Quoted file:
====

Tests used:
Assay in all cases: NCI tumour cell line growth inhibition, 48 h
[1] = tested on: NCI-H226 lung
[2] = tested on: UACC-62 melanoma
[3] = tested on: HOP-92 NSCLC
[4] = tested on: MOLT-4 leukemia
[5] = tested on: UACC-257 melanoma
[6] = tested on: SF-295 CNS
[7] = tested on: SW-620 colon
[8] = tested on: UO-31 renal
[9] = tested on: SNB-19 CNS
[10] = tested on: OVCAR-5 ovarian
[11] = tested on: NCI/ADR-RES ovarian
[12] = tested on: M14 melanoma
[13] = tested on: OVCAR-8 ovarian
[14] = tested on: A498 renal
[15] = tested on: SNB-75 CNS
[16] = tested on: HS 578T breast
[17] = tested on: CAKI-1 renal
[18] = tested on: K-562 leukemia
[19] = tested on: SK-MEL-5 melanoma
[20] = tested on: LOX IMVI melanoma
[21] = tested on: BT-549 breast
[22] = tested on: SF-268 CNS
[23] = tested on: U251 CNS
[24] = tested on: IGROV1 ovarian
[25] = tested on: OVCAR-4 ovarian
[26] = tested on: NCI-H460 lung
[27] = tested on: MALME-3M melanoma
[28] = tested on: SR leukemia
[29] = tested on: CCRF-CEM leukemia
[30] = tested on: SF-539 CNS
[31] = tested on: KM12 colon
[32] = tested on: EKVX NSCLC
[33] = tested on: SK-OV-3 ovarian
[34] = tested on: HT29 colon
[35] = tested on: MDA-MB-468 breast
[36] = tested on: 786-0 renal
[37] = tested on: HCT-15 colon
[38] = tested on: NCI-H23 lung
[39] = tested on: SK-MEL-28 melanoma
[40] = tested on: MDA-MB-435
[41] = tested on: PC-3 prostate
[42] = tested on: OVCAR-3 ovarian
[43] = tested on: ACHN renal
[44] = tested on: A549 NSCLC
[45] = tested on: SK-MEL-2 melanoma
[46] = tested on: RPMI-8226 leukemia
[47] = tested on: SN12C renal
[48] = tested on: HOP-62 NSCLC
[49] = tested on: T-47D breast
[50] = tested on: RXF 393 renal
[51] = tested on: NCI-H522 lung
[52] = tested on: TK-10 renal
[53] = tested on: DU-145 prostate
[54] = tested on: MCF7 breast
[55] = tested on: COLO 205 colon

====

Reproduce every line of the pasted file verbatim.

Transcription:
Tests used:
Assay in all cases: NCI tumour cell line growth inhibition, 48 h
[1] = tested on: NCI-H226 lung
[2] = tested on: UACC-62 melanoma
[3] = tested on: HOP-92 NSCLC
[4] = tested on: MOLT-4 leukemia
[5] = tested on: UACC-257 melanoma
[6] = tested on: SF-295 CNS
[7] = tested on: SW-620 colon
[8] = tested on: UO-31 renal
[9] = tested on: SNB-19 CNS
[10] = tested on: OVCAR-5 ovarian
[11] = tested on: NCI/ADR-RES ovarian
[12] = tested on: M14 melanoma
[13] = tested on: OVCAR-8 ovarian
[14] = tested on: A498 renal
[15] = tested on: SNB-75 CNS
[16] = tested on: HS 578T breast
[17] = tested on: CAKI-1 renal
[18] = tested on: K-562 leukemia
[19] = tested on: SK-MEL-5 melanoma
[20] = tested on: LOX IMVI melanoma
[21] = tested on: BT-549 breast
[22] = tested on: SF-268 CNS
[23] = tested on: U251 CNS
[24] = tested on: IGROV1 ovarian
[25] = tested on: OVCAR-4 ovarian
[26] = tested on: NCI-H460 lung
[27] = tested on: MALME-3M melanoma
[28] = tested on: SR leukemia
[29] = tested on: CCRF-CEM leukemia
[30] = tested on: SF-539 CNS
[31] = tested on: KM12 colon
[32] = tested on: EKVX NSCLC
[33] = tested on: SK-OV-3 ovarian
[34] = tested on: HT29 colon
[35] = tested on: MDA-MB-468 breast
[36] = tested on: 786-0 renal
[37] = tested on: HCT-15 colon
[38] = tested on: NCI-H23 lung
[39] = tested on: SK-MEL-28 melanoma
[40] = tested on: MDA-MB-435
[41] = tested on: PC-3 prostate
[42] = tested on: OVCAR-3 ovarian
[43] = tested on: ACHN renal
[44] = tested on: A549 NSCLC
[45] = tested on: SK-MEL-2 melanoma
[46] = tested on: RPMI-8226 leukemia
[47] = tested on: SN12C renal
[48] = tested on: HOP-62 NSCLC
[49] = tested on: T-47D breast
[50] = tested on: RXF 393 renal
[51] = tested on: NCI-H522 lung
[52] = tested on: TK-10 renal
[53] = tested on: DU-145 prostate
[54] = tested on: MCF7 breast
[55] = tested on: COLO 205 colon